“A perfect example is accurate mailing addresses.  Some patients don’t provide complete addresses or some data can be input incorrectly and the result is the same, incomplete information and time wasted completing it or correcting it in the future.  But a link to the Royal Mail database which searches by postcodes means that much less time is spent on data entry and it’s accurate (usually) instantly.”

This morning Lorraine meets with finance manager Gail Bellingham to discuss appointment categories and treatment packages.  Phase two will include a DMS version of the clinic’s current appointment system which in turn will be linked to the finance team’s software for tracking patient appointments and generating invoices and credit notes as required.  DMS-generated daily reports and updates to the finance team will replace the manual notification of types of appointments and Lorraine and Gail discuss invoicing criteria to get this process right.

Once phase two is activated, patients will notice an improvement in the speed of booking appointments, as all staff will have access to the system diary and availability will be instantly visible.

Eventually the DMS diary will remind patients about their appointments via SMS text messages.  “It’s a way of using ‘instant’ technology that most patients are now familiar with to help them plan and keep their appointments, so reducing the stress of their treatment.”

In the early afternoon Lorraine meets some of the DMS super-users, a group of staff from each department who know the DMS almost as well as Lorraine and who can both trouble-shoot problems and in turn, provide feedback to Lorraine and the designers about how the system is operating and also ideas for how it can be further improved.

Following that, it’s straight into a meeting with Heidi Birch, director of nursing services to start mapping out some of the requirements of phase three.  “The clinical roll-out will be a huge challenge but ultimately it will be very satisfying,” says Lorraine with some confidence!  “The nurses, doctors and lab staff will no longer handwrite notes during or following appointments or procedures, but will use a PC and either a series of tick boxes or free-space to type in some notes to summarise the appointment or procedure.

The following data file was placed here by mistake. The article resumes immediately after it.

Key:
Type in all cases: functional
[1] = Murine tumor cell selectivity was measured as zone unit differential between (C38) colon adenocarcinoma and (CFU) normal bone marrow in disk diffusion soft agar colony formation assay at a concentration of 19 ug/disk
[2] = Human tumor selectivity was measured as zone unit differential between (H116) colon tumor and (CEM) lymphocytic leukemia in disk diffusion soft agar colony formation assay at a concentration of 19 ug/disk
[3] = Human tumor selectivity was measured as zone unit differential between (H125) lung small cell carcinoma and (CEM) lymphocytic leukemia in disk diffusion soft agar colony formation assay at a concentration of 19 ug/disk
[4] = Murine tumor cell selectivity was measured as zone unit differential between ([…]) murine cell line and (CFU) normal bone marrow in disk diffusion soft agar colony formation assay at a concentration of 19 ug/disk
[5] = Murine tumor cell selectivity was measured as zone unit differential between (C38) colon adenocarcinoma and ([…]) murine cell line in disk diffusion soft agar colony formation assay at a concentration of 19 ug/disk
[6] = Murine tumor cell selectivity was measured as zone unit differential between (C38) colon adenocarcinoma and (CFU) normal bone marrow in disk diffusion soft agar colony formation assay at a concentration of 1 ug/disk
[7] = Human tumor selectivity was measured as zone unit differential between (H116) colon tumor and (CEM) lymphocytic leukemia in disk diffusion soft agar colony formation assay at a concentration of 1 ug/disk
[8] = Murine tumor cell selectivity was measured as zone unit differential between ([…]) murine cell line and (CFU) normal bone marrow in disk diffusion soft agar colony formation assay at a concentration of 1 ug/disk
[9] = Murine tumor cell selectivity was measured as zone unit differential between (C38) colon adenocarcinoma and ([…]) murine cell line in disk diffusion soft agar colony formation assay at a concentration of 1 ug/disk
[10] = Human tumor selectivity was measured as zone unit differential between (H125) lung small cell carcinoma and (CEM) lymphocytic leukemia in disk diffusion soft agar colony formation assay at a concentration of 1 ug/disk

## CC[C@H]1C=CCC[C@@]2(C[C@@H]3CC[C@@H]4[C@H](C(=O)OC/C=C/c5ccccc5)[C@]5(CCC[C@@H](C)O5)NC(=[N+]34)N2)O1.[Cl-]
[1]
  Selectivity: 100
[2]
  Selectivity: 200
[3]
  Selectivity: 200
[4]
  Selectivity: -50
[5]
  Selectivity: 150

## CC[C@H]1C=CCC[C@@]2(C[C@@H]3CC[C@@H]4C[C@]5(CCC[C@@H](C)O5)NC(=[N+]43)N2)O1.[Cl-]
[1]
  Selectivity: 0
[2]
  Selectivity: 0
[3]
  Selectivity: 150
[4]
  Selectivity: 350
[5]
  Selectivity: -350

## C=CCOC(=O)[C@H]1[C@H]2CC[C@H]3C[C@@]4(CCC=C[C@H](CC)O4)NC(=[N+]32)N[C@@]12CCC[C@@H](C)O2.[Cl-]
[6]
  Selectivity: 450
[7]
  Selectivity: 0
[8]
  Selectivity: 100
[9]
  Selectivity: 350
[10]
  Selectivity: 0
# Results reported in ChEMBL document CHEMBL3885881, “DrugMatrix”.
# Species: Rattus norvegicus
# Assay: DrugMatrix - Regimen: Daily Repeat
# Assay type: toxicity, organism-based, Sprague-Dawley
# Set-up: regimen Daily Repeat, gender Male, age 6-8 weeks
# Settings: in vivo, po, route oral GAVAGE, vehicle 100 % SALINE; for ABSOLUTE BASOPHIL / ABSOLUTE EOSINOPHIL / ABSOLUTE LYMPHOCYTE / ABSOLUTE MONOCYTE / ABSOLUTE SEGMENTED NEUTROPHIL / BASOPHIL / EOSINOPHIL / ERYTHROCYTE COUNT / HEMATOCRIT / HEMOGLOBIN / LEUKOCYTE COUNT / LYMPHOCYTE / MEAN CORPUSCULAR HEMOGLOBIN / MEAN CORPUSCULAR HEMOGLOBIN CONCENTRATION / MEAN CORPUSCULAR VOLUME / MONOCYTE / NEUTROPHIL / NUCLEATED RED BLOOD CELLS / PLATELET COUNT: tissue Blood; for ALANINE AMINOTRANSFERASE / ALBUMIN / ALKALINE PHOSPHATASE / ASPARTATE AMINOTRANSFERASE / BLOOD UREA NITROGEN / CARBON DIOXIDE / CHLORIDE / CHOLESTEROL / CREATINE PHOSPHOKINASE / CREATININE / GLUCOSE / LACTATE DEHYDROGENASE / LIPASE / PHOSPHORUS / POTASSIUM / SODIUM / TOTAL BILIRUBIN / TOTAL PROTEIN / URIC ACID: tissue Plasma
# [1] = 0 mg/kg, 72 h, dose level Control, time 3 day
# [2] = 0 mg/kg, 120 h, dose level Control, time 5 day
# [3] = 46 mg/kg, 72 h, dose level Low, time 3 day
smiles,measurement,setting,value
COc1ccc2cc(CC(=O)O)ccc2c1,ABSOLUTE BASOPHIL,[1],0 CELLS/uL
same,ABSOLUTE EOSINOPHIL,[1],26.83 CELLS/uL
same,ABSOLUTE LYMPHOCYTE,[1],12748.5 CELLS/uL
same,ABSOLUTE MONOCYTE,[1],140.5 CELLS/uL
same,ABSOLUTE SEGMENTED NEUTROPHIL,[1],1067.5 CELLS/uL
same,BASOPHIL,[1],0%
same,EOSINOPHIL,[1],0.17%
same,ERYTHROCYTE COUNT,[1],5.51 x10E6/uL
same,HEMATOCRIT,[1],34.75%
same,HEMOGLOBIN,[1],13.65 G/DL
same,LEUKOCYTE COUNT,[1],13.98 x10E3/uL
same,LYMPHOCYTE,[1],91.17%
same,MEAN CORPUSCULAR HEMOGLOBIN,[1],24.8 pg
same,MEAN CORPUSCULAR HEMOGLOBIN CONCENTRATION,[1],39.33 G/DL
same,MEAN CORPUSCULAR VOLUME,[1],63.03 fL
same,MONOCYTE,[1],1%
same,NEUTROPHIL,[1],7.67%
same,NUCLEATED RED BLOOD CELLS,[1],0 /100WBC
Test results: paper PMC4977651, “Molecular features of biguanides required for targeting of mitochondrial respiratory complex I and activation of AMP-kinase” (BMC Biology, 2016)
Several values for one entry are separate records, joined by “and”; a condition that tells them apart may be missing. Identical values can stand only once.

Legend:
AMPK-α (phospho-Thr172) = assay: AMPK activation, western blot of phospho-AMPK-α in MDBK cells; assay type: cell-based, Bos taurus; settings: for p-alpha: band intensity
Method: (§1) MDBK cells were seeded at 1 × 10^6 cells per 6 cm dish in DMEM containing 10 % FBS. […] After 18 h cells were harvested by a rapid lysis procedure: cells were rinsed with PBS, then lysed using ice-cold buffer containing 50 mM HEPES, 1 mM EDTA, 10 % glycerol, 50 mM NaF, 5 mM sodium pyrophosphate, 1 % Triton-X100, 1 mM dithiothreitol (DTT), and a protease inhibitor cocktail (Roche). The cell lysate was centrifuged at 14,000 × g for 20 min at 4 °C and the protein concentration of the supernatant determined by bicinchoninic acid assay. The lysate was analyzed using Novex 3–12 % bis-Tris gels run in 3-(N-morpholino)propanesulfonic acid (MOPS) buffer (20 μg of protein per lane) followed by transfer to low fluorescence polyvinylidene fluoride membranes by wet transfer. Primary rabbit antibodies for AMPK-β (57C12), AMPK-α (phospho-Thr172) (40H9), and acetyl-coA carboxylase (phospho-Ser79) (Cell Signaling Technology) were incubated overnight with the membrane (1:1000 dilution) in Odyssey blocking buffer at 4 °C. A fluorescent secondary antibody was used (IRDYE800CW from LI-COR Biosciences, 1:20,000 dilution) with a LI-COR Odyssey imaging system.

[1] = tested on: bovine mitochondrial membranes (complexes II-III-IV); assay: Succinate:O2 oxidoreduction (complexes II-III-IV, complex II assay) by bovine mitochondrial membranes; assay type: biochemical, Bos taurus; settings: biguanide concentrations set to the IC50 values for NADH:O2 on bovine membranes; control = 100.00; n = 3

“Current hard copy notes will be scanned into the patient’s DMS electronic notes and eventually new patients will only ever have electronic notes.  And the beauty is that these can be accessed whenever they are needed by each member of staff – no more having to ‘pull notes’ before an appointment, or moving the notes around the unit from the clinical area to the laboratory to finance and back into filing, many times over.

“But for this phase to be successful, the diary must recognise which appointments can be ‘auto-booked’, by ‘predicting’ the dates of each required appointment, from ‘day one’ and down regulation through to embryo transfer or IUI insemination – for any average treatment cycle.”  Lorraine and Heidi discuss which types of treatment can be planned in such a way and when the standard protocols will be available for the software designers to begin converting to the electronic notes.

“Each phase brings its own challenges but I know these can be overcome and that patients and staff will benefit from the improvements each one brings.  It’s taken longer than originally anticipated but getting the planning stages right will ensure that the system lives up to its potential – and the expectations everybody has for it,” says Lorraine.

“Just as MFS continually strives to introduce smarter clinical and scientific ways to improve success rates, the DMS will ultimately revolutionise the clinic’s business processes.”